The pavement is still quite bumpy and uneven along Kansas City’s downtown streetcar route, but relief for motorists is on the way.
Over the next month, Fahey Construction will grind down Main Street and other roads that border the tracks and put in a new asphalt surface along the entire two-mile route.
“Everything is going to get prettied up,” Meghan Jansen, Kansas City streetcar construction spokeswoman, told the Kansas City Streetcar Authority on Thursday.
The roadwork was one of several developments highlighted for the authority, which will oversee the streetcar system’s operation, as more than a year of track construction nears its end. Thanks to the $102 million project, streetcars will run from River Market to near Union Station by sometime in 2016.
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In other signs of progress, the first of four streetcar vehicles is now being tested in New York before delivery in late October.
The road resurfacing began this week in the Crossroads, at the southern end of the route. It will then smooth out the circular route through River Market and conclude along Main Street between the northern and southern points.
The overlay should be completed by the latter part of October, Jansen said.
The rest of the streetcar construction also is on pace to be finished by late October. The Singleton Yard vehicle maintenance facility near Third and Holmes streets is 95 percent complete, and concrete has been poured for nine of the 16 streetcar platforms.
Much of the overhead electrical line work is also done, and two of four giant substations that will power the system have been delivered. Two more are on their way.
▪ Parking enforcement is being stepped up. Three vehicles already have been ticketed this week for parking over the white line that runs alongside the tracks. Vehicles are not supposed to encroach beyond that line, where they could block the streetcar once the system starts.
Streetcar authority member David Johnson said some people have the impression that there’s no longer any parking along Main Street, where the streetcar track runs.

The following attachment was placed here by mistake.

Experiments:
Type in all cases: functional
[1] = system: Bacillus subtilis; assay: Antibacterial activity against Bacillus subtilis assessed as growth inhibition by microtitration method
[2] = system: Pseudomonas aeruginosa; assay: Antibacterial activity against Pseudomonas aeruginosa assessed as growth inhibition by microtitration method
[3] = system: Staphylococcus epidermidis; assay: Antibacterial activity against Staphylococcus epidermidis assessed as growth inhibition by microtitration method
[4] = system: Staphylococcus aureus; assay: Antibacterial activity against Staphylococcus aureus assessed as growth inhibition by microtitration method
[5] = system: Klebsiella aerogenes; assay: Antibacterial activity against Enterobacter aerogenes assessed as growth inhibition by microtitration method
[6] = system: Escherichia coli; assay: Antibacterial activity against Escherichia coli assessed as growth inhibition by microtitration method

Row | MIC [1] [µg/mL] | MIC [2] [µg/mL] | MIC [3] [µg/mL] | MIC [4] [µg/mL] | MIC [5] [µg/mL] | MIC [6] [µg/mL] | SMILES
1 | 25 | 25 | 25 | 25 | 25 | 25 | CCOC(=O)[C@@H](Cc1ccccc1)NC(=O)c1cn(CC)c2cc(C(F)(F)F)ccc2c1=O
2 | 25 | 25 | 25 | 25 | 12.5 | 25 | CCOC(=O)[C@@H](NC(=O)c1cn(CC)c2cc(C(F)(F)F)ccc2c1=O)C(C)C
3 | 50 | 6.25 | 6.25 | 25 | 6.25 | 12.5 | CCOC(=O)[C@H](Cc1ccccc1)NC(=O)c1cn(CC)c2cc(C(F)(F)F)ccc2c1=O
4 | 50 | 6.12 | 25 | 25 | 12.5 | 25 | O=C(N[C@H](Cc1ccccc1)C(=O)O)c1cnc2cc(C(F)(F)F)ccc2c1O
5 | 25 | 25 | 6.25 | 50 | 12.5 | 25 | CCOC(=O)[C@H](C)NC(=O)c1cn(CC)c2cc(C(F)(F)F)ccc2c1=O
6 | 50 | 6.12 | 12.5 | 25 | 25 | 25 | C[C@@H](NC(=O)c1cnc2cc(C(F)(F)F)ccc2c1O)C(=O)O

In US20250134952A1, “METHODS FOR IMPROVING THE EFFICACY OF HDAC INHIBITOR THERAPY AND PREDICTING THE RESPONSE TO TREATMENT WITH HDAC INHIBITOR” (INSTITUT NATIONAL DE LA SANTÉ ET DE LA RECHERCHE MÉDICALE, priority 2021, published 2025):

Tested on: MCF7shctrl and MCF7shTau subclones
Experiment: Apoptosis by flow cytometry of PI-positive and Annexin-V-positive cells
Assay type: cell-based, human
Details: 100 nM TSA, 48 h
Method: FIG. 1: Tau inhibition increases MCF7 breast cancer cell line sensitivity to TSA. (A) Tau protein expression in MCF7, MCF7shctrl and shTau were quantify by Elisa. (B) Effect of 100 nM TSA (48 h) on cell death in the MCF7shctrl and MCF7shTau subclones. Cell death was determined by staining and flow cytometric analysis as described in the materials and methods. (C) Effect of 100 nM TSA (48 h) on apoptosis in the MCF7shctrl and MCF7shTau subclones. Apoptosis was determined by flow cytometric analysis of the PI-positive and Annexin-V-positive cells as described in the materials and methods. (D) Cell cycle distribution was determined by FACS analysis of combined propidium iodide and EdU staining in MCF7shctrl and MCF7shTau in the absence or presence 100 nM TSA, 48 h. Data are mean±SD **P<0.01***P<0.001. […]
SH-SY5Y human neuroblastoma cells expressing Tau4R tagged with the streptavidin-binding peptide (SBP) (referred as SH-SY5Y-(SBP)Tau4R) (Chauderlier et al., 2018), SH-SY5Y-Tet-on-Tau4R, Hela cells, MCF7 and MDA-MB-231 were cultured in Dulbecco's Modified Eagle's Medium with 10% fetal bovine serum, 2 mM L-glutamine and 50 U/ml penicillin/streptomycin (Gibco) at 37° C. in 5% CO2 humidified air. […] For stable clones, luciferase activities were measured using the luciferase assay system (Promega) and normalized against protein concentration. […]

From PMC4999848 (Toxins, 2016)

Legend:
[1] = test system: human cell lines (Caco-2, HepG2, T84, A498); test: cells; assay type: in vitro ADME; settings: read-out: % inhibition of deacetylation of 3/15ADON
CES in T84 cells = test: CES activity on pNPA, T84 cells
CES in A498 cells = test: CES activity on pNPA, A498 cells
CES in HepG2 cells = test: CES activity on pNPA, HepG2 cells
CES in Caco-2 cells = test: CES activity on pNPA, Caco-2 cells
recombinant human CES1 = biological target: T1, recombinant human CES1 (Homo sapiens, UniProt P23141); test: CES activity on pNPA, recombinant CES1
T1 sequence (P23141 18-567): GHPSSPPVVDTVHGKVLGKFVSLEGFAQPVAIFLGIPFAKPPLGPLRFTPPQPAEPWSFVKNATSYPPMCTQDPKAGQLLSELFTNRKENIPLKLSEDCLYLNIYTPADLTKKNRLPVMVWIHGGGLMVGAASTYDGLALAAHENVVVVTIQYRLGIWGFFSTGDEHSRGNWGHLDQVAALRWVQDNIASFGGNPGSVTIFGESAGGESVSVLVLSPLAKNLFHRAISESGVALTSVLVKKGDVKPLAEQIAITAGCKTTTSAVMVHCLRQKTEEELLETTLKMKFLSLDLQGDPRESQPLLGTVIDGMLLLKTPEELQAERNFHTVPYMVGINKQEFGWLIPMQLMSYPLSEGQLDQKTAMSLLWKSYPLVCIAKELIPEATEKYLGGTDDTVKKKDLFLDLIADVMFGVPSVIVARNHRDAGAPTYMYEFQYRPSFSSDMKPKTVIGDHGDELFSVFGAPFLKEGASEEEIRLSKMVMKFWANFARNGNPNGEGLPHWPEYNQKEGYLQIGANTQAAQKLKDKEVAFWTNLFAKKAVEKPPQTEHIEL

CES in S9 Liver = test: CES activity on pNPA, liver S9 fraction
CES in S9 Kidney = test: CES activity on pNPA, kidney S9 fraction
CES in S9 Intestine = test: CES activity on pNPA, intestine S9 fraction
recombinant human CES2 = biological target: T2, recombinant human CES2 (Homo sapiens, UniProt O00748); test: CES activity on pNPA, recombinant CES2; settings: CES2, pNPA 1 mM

That’s not true, Johnson emphasized, but people do have to be careful not to park over the white line. The city is still working on a towing policy that will apply when cars truly block the streetcars.
▪ The city and authority still are trying to speed up delivery of the four streetcar vehicles from the manufacturing facility in Elmira, N.Y.
Mayor Sly James has said he hopes the vehicles can all be tested and ready to carry passengers in time for the Big 12 men’s basketball tournament at the Sprint Center next March. Thousands of visitors will descend on the city for those games, and city officials have said it would be a great time to launch the new streetcar system.
But the vehicles must each be tested first for 300 miles along the route, and that requires a significant lead time before next spring. A severe winter could also interfere with that schedule.
There are some hopeful signs. Kansas City’s first streetcar vehicle was moved Thursday onto a testing track in Elmira, in preparation for delivering it to Kansas City.
Streetcar Authority director Tom Gerend said that first streetcar is expected by Oct. 29 and it will be placed soon after on the tracks to begin testing. It will first be towed by a truck to check clearances with the overhead wires and other aspects of the route before it operates on its own power.
The second vehicle is now expected in early to mid December, Gerend said. But the city needs to test at least three vehicles for the system to be fully operational, and it would prefer to have all four tested. Delivery of vehicles three and four is still being negotiated.
Streetcar authority board members emphasized that it’s better to have a successful public launch than a speedy one.
It’s far more important, they said, to make sure that the system is properly tested for safety and the best passenger experience possible than it is to meet some arbitrary sports competition deadline.
“Without a doubt,” Gerend agreed.